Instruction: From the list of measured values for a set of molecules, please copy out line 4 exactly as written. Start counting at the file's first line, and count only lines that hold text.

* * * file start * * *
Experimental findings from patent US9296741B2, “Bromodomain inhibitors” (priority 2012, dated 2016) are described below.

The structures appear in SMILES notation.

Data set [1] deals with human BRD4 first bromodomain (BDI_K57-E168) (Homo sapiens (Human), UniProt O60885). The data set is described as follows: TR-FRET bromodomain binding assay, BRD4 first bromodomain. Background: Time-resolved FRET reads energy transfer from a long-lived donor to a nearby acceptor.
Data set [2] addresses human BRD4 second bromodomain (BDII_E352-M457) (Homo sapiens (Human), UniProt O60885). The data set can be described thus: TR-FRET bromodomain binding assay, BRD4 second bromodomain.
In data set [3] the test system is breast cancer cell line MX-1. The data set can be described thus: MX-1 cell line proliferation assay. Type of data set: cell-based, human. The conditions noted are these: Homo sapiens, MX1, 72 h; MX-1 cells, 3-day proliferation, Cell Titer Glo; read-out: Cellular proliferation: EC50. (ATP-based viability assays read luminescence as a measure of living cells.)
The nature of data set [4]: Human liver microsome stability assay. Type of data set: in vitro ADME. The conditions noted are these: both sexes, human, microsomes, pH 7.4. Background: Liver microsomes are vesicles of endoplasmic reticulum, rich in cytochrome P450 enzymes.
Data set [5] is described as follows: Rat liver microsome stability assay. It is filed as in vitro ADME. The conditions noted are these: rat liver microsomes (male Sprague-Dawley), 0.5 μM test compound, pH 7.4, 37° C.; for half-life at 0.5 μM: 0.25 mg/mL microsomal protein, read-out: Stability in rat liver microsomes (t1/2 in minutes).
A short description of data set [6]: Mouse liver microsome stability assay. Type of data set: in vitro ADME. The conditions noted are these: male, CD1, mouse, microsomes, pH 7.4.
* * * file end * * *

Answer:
Data set [2] addresses human BRD4 second bromodomain (BDII_E352-M457) (Homo sapiens (Human), UniProt O60885). The data set can be described thus: TR-FRET bromodomain binding assay, BRD4 second bromodomain.